Cyclone Nargis, a Category 3 storm, hit Myanmar (Burma) on May 2, 2008. High winds, heavy rain and flood waters affected more than 2 million people, killing an estimated 145,000, injuring 56,000 more and displacing 500,000 people from their homes. Habitat for Humanity became one of World Concern’s partners in a phased program to facilitate early recovery and restore access to food, water, shelter, livelihoods, income and healthcare, serving an estimated 7,000 families, or about 26,000 people in 52 villages.
  • Indiana, USA, flooding
    In January 2008, flooding from the Tippecanoe and Wabash Rivers destroyed at least 180 homes and damaged 700 homes in Indiana. Another onslaught of warm weather and excessive rain led to more flooding in the same region in February. Habitat for Humanity of Lafayette played an instrumental role in aiding long-term recovery efforts in an eight-county region in northwest Indiana. The affiliate also joined other organizations to form Disaster Assistance for Northwest Indiana―a coalition committed to restoring affected households in the area to “pre-flood wholeness.”

2007

  • Bangladesh, Cyclone Sidr
    Tropical Cyclone Sidr slammed into Bangladesh’s south coast on Nov. 15, 2007, packing winds of up to 140 miles per hour and tidal waves that swept away homes, crops and livestock. The cyclone, the worst to hit Bangladesh since the 1991 cyclonic disaster, claimed the lives of more than 3,000 people and affected more than 8 million total. The cyclone’s effect extended more than 1,700 areas, causing massive damage to houses, buildings, roads and other infrastructure.

    In response, Habitat Bangladesh assisted families affected through capacity building efforts, construction of 480 transitional shelters with proper sanitation using contributions from UNICEF Bangladesh and Habitat Great Britain. Read more in the Habitat for Humanity Disaster Response Shelter Catalogue.

  • Nicaragua, Hurricane Felix
    On Sept. 4, 2007, Hurricane Felix, a Category 5 storm, struck the Atlantic coast of Nicaragua, affecting more than 300 urban and rural communities and at least 33,000 families who were already among some of the poorest in Nicaragua. Housing, water and sanitation systems; access roads; schools; health centers; and places of worship were all damaged by the hurricane. Impact on crops, the area’s small-scale fishing industry and the environment was disastrous. Habitat for Humanity Nicaragua, in collaboration with partners, devised a participatory methodology to design and build new homes that integrate mitigation elements while respecting local culture and customs of the indigenous Miskito population.

    Habitat built houses for the 150 indigenous Miskito families living in the small remote community of Auhya Pihni. Read more in the Habitat for Humanity Disaster Response Shelter Catalogue.

  • Indonesia, earthquake
    In March 2007, a powerful earthquake hit the Indonesian island of Sumatra, flattening hundreds of buildings and killing more than 70 people. In the aftermath of the earthquake, Habitat Yogyakarta volunteers and staff cleared debris and helped other organizations distribute emergency supplies to the community.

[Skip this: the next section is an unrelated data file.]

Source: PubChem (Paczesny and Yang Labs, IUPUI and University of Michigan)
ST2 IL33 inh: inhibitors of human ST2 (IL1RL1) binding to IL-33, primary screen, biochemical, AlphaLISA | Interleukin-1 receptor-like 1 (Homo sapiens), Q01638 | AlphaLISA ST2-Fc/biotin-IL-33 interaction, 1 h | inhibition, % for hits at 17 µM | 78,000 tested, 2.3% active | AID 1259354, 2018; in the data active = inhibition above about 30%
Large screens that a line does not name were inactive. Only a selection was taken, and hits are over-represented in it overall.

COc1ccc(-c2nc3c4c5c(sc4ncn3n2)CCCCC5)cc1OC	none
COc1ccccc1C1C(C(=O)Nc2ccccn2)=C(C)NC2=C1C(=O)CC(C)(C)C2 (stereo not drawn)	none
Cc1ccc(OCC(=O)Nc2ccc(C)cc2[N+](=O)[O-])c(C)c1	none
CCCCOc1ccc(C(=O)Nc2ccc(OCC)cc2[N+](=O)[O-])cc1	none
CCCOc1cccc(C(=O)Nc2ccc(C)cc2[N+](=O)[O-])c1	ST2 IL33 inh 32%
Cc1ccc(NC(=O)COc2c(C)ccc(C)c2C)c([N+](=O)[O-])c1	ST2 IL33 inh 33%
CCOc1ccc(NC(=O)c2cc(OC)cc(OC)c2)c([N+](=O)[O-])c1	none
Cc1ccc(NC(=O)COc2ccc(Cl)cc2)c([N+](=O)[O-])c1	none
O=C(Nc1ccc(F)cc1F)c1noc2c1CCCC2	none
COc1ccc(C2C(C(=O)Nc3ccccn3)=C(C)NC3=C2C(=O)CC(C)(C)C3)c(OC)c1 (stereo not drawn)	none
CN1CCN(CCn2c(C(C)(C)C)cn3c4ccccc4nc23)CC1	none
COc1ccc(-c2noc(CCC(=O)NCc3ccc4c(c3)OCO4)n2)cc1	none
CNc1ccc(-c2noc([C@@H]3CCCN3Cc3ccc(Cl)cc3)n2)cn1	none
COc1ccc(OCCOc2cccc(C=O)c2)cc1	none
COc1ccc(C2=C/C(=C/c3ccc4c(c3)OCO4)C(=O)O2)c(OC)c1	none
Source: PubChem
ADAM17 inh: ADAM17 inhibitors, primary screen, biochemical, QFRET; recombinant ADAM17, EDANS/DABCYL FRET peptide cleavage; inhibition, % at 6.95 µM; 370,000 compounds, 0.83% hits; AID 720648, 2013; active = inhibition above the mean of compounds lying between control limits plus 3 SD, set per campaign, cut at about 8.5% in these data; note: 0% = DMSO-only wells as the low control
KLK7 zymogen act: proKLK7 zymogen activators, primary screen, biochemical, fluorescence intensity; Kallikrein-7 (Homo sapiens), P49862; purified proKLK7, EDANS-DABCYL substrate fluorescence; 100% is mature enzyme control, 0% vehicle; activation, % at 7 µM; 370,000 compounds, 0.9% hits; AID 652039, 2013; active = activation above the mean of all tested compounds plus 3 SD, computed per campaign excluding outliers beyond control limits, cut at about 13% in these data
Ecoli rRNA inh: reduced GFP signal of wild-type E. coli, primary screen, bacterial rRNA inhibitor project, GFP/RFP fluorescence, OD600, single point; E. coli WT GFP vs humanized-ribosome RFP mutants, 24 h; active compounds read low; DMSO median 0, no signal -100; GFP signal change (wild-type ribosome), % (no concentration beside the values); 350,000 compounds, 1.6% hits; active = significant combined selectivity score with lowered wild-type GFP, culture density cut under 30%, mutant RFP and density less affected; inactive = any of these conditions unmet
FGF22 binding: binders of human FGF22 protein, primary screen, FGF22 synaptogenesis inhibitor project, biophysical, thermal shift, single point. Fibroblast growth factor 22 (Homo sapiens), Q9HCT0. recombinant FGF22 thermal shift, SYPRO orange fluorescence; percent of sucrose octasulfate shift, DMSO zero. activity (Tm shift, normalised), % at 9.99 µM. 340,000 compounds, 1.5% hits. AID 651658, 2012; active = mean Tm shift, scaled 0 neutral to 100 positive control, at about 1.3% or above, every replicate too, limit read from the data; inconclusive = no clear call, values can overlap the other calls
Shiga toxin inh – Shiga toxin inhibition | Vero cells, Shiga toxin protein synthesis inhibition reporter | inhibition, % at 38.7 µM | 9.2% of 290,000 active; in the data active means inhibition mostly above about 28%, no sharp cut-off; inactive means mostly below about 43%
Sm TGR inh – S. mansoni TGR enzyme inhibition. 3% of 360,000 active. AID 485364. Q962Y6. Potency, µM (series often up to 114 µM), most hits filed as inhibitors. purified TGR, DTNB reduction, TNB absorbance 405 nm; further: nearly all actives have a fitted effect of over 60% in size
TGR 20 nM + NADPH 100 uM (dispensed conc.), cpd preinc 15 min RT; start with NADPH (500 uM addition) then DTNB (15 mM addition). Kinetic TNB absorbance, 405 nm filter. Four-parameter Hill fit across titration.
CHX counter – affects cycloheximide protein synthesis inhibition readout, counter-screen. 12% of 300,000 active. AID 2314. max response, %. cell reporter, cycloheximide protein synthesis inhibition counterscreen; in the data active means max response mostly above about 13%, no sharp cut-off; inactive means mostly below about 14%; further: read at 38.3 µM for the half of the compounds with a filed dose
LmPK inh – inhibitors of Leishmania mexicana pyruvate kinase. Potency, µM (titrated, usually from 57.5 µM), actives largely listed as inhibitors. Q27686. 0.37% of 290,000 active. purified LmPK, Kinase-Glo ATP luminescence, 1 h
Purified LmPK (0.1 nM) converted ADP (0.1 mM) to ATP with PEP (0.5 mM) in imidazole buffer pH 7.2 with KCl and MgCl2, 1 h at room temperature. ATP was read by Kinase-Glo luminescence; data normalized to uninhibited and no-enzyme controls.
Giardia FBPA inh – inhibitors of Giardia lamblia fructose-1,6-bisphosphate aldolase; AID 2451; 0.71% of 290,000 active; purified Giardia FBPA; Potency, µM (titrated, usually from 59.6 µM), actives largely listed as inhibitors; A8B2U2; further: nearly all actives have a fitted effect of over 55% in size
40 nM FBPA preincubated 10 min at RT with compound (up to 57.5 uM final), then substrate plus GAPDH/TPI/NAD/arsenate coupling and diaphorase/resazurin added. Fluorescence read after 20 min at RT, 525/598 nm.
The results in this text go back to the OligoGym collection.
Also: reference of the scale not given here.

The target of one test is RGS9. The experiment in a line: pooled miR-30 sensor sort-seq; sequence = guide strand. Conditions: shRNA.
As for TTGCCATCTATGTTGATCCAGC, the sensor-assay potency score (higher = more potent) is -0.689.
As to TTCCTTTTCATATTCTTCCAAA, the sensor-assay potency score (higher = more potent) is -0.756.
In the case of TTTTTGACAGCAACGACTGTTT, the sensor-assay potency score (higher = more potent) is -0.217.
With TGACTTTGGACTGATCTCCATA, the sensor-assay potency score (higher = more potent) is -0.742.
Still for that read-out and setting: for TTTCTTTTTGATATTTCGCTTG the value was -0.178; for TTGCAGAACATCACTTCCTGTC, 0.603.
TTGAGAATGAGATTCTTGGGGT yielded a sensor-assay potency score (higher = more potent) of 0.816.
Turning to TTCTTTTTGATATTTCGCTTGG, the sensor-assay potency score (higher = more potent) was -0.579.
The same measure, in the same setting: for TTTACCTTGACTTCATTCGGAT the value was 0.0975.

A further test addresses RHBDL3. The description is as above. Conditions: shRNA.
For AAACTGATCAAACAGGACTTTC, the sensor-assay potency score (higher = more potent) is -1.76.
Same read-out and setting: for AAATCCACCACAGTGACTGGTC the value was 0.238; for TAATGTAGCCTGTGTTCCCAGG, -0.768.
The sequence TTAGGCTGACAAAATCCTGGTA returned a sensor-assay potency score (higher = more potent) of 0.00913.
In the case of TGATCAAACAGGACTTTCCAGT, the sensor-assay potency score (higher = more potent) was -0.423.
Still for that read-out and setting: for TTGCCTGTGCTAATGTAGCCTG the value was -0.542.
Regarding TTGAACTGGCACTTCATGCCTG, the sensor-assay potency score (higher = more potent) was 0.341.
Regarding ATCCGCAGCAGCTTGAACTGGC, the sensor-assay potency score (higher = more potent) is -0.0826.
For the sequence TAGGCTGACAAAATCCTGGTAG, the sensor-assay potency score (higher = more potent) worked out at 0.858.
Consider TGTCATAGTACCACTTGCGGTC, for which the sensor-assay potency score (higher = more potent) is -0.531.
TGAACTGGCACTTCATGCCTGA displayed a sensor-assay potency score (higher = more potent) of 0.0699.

Immediately after, Habitat began the long task of rebuilding. Through Reaching out Architect―a three-month apprentice program for architectural or civil engineering students―Habitat was able to tap more than 40 local university students to assist Habitat field staff in consulting communities about rebuilding.

    Several months after the earthquake, Habitat Yogyakarta also rebuilt 60 houses for people injured by the earthquake―building core houses that could be enlarged at a later date. The affiliate completed the rebuilding program in mid-2007, exceeding its original target by helping more than 1,000 families rebuild their homes and lives.

2006

  • El Salvador, Seismic swarm
    In December 2006, more than 1,000 tremors impacted western El Salvador, damaging or destroying approximately 3,700 homes. Habitat for Humanity repaired or rebuilt homes for more than 200 families devastated by this disaster.
  • Lebanon, complex humanitarian emergency
    The July War of 2006 in Lebanon destroyed vital infrastructure and leveled buildings throughout the country. Nearly 1 million people were displaced internally during the war. The government of Lebanon estimated that nearly 100,000 homes were damaged during the conflict, while more than 11,000 homes were completely destroyed.

    Habitat’s response focused on accelerating, monitoring and funding the repair and reconstruction of homes impacted by the fighting. In total, the program benefited nearly 900 households and injected more than US$1 million into the local economy. Read more in the Habitat for Humanity Disaster Response Shelter Catalogue.

  • Romania, floods
    The floods along the Danube River in 2006 were among the most devastating in 100 years. Habitat for Humanity International and UNICEF-Romania funded an intervention project in the Danube shore villages of Bechet, Macesu de Jos and Carna. The program, which ended in June 2007, was successful in assisting nearly 200 needy families whose homes were either completely destroyed or had structural problems.